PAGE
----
Hope Global names Taito CEO, De Santiago President

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CUMBERLAND – Leslie Taito has been named CEO of Hope Global, succeeding Cheryl Merchant, who was recently named President of the Taco Family of Companies, North America, Hope Global confirmed Friday, December 7, 2018.

Taito previously served as chief of staff and senior vice president of corporate operations of Hope Global. Prior to working with the company, Taito served as the director of regulatory reform at the R.I. Office of Management and Budget and before that, as CEO of Rhode Island Manufacturing Extension Services Inc. Taito told PBN Friday that the company was well led by Merchant over her 19 years at the helm and that she saw the business going in the right direction. Taito expects to continue that growth direction and further the long-standing legacy of the company, she said. Taito also noted that Taco was very fortunate to have Merchant and that she sees good things for the two Rhode Island manufacturers going forward.

Marcelino De Santiago will take over as President of Hope Global – while maintaining his current role as Chief Operating Officer. Prior to working with Hope Global, De Santiago served as vice president and global operations director of Rogers Corp.

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Providence Business Women - Hope Global

Our own Leslie Taito is honored at this year’s PBN Business Women Awards

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We’re excited that Leslie Taito, Hope Global’s Senior Vice President of Corporate Operations, has been honored with the Technical Services – Industry Leader award for 2016. The Providence Business News Business Women Awards recognizes our region’s most successful leaders and business owners, and this year the program will be combined with PBN’s Women’s Leadership Summit, making the event a momentous day for women in business.
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Providence Business News - Hope Global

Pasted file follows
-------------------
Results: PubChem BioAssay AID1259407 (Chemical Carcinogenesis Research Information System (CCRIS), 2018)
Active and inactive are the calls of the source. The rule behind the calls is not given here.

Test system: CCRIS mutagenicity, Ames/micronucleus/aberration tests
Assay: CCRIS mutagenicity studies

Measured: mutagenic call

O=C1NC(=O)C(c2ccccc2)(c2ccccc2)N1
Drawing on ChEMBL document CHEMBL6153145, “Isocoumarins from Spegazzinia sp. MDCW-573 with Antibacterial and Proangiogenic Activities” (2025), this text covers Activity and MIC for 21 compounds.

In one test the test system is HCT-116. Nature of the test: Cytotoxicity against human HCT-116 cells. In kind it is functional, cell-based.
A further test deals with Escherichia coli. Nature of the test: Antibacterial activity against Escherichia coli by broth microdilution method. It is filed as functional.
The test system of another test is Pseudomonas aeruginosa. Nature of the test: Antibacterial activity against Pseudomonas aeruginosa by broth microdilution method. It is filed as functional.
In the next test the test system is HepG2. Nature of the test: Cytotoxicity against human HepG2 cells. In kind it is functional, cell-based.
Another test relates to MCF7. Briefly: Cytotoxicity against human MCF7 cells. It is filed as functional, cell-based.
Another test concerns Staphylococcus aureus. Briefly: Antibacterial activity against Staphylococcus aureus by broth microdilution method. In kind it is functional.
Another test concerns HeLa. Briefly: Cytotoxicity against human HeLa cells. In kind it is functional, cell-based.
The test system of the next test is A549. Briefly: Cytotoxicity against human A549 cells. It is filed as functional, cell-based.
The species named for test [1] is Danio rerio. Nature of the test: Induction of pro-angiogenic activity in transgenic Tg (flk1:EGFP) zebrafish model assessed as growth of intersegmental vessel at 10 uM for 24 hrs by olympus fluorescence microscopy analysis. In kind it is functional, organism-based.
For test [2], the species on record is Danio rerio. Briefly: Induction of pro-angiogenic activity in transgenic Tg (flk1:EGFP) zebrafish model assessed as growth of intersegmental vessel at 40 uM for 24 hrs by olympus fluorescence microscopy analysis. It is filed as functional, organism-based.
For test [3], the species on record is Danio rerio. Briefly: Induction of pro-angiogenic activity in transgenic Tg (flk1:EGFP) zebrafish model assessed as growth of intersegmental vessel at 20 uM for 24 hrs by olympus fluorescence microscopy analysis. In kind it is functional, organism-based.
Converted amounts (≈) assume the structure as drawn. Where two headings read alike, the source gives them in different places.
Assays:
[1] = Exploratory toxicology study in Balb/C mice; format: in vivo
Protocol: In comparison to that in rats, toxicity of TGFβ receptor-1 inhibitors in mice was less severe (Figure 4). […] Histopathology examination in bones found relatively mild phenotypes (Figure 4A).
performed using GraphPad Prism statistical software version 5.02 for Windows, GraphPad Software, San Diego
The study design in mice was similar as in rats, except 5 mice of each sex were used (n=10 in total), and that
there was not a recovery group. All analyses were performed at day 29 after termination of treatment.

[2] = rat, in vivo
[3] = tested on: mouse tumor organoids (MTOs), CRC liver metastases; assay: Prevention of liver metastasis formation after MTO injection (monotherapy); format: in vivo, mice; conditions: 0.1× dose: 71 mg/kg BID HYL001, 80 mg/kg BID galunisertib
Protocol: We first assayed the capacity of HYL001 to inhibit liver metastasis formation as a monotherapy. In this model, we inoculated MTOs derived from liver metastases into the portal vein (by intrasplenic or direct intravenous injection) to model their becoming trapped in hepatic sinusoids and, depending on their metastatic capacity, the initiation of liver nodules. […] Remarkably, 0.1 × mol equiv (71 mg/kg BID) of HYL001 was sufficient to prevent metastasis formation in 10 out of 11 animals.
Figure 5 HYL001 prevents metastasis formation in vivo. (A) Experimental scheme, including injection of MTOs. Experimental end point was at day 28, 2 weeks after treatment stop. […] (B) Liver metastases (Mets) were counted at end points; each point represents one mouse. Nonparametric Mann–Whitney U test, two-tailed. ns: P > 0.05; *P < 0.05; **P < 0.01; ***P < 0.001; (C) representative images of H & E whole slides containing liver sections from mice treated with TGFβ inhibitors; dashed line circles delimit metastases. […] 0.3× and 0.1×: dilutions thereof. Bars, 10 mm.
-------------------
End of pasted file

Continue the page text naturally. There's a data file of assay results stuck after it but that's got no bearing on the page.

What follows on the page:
Why Mentoring Matters – Providence Business News

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It was during a leadership-training program at General Motors that Cheryl Merchant says she found her calling as a leader and mentor. She joined Hope Global’s predecessor in 1999 and has fostered a spirit centered on teamwork that has helped the company triple annual revenue. She was recognized earlier this year as the 2015 outstanding mentor among businesswomen by Providence Business News.

Posted: Saturday, December 5, 2015 12:05 am
Throughout my career I have always known the importance of mentorship. I had an amazing mentor early on that pushed me, challenged me and advised me on everything from how to dress to how to tackle complex problems. I can’t think of a day that has gone by where I have not used a lesson or drawn upon that wisdom imparted upon me. My mentor was and is such an influence upon my career. I still talk to him weekly, as I now call him a friend.

Screen-Shot-2015-12-07-at-8.35.30-AM-200x300Mentorship is not just about sharing all the happy endings where everything worked out and you ended up winning one. It really is about sharing lessons learned. Mentorship is about taking your life experiences and breaking it down, the mistakes, the hard knocks, the “one you wish you could do over” and giving insight into what you learned and what you would have done differently. It really is about being vulnerable and open to examining the moments where we didn’t shine. It is in those moments where growth happens.